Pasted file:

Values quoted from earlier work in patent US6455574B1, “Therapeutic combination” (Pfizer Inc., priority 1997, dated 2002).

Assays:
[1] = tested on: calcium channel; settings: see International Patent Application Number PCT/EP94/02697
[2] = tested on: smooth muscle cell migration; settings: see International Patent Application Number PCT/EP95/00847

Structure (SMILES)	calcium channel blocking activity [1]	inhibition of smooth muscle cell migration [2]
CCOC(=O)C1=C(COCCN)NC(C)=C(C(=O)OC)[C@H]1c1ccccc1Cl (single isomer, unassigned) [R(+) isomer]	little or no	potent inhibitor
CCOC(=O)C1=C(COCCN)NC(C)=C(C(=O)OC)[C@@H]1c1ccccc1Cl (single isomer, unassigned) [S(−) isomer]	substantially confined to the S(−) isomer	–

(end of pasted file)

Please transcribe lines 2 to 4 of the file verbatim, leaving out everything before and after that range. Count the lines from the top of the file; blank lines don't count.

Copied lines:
Assays:
[1] = tested on: calcium channel; settings: see International Patent Application Number PCT/EP94/02697
[2] = tested on: smooth muscle cell migration; settings: see International Patent Application Number PCT/EP95/00847